Table D-1
Site Planning Checklist
Task No. Planning Activity
1
2
3
4
5
6
Verified By
Time
Date
Space evaluation:
•
Space and layout
•
Floor covering
•
Impact and vibration
•
Lighting
•
Maintenance access
Environmental evaluation:
•
Ambient temperature
•
Humidity
•
Altitude
•
Atmospheric contamination
•
Air flow
Power evaluation:
•
Input power type
•
Power receptacles1
•
Receptacle proximity to the
equipment
•
Dedicated circuit for power supply
•
Dedicated (separate) circuits for
redundant power supplies
•
UPS2 for power failures
Grounding evaluation:
•
Circuit breaker size
•
CO ground (AC- powered systems)
Cable and interface equipment
evaluation:
•
Cable type
•
Connector type
•
Cable distance limitations
•
Interface equipment (transceivers)
EMI3 evaluation:
•
Distance limitations for signaling
•
Site wiring
•
RFI4 levels
1. Verify that the power supply installed in the chassis has a dedicated AC source circuit.
2. UPS = uninterruptible power supply.
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Appendix D
Site Planning and Maintenance Records
Contact and Site Information
Send documentation comments to nexus5kdocs@cisco.com
3. EMI = electromagnetic interference.
4. RFI = radio frequency interference.
Contact and Site Information
Use the following worksheet (Table D-2) to record contact and site information.
Table D-2
Contact and Site Information
Contact person
Contact phone
Contact e-mail
Building/site name
Data center location
Floor location
Address (line 1)
Address (line 2)
City
State
Zip code
Country
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Appendix D
Site Planning and Maintenance Records
Chassis and Module Information
Send documentation comments to nexus5kdocs@cisco.com
Chassis and Module Information
Use the following worksheets (Table D-3 and Table D-4) to record information about the chassis and
modules.
Contract Number_______________________________________________
Chassis Serial Number___________________________________________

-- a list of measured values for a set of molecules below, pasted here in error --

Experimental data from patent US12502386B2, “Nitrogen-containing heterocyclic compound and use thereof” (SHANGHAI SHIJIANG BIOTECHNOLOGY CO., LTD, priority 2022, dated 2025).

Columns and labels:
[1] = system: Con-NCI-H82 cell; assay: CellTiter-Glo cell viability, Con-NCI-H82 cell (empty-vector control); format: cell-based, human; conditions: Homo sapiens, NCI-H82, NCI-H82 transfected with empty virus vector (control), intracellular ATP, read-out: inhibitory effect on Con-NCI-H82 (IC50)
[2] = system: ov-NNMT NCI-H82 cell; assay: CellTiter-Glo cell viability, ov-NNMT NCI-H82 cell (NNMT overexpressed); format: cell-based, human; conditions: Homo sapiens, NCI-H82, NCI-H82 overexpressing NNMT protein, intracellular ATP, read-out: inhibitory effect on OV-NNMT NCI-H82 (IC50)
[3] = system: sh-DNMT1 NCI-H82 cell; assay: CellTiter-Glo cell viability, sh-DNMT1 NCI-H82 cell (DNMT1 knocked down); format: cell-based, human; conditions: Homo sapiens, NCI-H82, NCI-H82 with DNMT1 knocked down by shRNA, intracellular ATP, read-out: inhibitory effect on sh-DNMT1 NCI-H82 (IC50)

Product Number________________________________________________
Table D-3
Network-Related Information
Switch IP address
Switch IP netmask
Host name
Domain name
IP broadcast address
Gateway/router address
DNS address
Modem telephone number
Table D-4
Slot
Module Information
Module Type
Module Serial Number
Notes
1
Supervisor
2
Note
The supervisor module and the interface module are not removable.
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A P P E N D I X
E
Troubleshooting Hardware Components
This appendix describes how to identify and resolve problems that might occur with the hardware
components of the Cisco Nexus 5000 switch. It includes the following sections:
•
Overview, page E-1
•
SNMP Traps, page E-1
•
Switch Hardware Best Practices, page E-1
Overview
The key to success when troubleshooting the system hardware is to isolate the problem to a specific
system component. The first step is to compare what the system is doing to what it should be doing.
Because a startup problem can usually be attributed to a single component, it is more efficient to isolate
the problem to a subsystem rather than troubleshoot each separate component in the system.
Problems with the initial power up are often caused by a module that is not firmly connected to the
backplane or a power supply that has been disconnected from the power cord connector.
Overheating can also cause problems with the system, though typically only after the system has been